Will more money fix the VA’s problems?
We all know how Washington crises usually unfold. A problem erupts. Politicians trample each other to express outrage and allocate blame. Scapegoats are sacrificed, legislation emerges and money gets appropriated. And then, the issue fades from view.
That’s the course the scandal about veterans’ health care has followed so far. A few weeks ago, everyone in the capital was high dudgeon about revelations that veterans were suffering and even dying while waiting weeks or months for appointments. Department of Veterans Affairs hospital administrators had falsified records to cover up long wait times.
An investigation by the government’s Office of Special Counsel found a “troubling pattern of deficient patient care.” A report by Sen. Tom Coburn, R-Okla., concluded 1,000 veterans might have died from delays in care or malpractice. Veterans Affairs Secretary Eric Shinseki resigned. Since then, though, the topic has faded from view.
On Thursday, President Barack Obama signed a bill aimed at addressing these failures by giving many veterans the option of seeking care from private health providers. It calls for hiring more doctors to expand the VA’s capacity. It also carries a price tag of $16 billion.
The Congressional Budget Office says the package will add $10 billion to the federal budget deficit. Sen. Bob Corker, R-Tenn., was one of the few lawmakers pointing out that Congress was creating “yet another long-term, unfunded liability.” Figuring out how to pay for it was not a high priority.
We would like to think the money will be well spent wisely and frugally. But this is not a new problem. Remember the 2007 uproar about delays and inadequate treatment at Walter Reed Army Medical Center? This bill once again confirms the old adage that in Washington, nothing succeeds like failure: Mismanagement and scandal? Here’s your lottery check.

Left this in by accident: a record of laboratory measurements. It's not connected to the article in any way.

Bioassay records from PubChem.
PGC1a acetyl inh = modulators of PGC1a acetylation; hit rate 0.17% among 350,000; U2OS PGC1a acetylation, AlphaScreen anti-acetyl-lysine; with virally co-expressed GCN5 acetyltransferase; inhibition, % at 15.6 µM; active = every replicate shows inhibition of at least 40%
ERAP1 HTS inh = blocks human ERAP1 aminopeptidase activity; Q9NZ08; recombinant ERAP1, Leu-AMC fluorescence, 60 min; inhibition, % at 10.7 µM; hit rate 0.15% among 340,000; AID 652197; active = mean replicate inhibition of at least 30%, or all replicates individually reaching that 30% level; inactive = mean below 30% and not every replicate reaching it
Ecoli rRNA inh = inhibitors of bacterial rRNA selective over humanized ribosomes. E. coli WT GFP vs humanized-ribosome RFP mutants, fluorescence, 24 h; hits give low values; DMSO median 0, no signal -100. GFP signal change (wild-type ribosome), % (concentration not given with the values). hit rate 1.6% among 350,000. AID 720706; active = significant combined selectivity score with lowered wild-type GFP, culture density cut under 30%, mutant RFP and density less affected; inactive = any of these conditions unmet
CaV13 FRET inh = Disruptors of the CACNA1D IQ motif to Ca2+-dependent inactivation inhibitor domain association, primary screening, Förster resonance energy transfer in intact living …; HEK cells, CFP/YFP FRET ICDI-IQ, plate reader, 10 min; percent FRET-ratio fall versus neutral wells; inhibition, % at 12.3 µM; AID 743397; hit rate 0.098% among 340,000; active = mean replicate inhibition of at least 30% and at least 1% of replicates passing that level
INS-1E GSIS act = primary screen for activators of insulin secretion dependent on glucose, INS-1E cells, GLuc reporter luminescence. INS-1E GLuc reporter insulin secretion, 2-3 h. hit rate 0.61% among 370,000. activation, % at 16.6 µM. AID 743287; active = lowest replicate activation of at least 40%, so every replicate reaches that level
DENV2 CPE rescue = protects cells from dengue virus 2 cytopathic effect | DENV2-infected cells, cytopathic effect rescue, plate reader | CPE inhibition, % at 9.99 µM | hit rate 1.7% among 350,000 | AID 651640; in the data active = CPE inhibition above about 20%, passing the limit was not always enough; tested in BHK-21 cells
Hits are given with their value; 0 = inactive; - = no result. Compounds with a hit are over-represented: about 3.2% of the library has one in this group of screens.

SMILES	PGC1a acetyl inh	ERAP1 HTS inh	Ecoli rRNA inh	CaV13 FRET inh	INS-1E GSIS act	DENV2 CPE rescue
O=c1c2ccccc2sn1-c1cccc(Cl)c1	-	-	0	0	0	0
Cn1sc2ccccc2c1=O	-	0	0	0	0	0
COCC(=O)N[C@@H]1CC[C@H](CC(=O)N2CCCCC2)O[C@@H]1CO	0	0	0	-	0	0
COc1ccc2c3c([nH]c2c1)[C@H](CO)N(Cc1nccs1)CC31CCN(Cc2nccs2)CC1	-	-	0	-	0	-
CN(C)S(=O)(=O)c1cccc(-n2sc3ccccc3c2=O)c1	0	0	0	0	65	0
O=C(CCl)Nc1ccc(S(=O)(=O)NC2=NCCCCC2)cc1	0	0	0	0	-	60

The legislation is supposed to make VA officials more accountable. It gives the new secretary, Robert McDonald, new power to dismiss or demote top managers for failing to do their jobs properly. But as the Military Times reported, “the measure covers fewer than 500 VA employees, and it’s unclear whether any face a real threat to their jobs.”
It’s not just poor management and dishonesty that need to be eliminated. Many employees who brought problems to light have been punished for telling the truth. That’ll make it harder for McDonald to encourage whistleblowers to come forward, and he needs to use his new authority to get rid of anyone who retaliates against them.
Last month, several VA whistleblowers told the House Veterans Affairs Committee how they were penalized for uncovering poor performance. “Retaliation culture is a cancer to the VA,” Dr. Christian Head, chief of staff of legal and quality assurance for the Greater Los Angeles VA Health Care System, testified, the result of “a few individuals that perpetuate this idea that we should be silent.” The Office of Special Counsel says it is investigating 67 cases of alleged retribution.
At the VA, it ought to be more dangerous to be incompetent than to expose incompetence. If the department makes that vital change, the money Congress and the president provided should produce better and more timely care.
If not? Then, a few years from now, you can expect to see the same infuriating stories about the VA.
— Chicago Tribune
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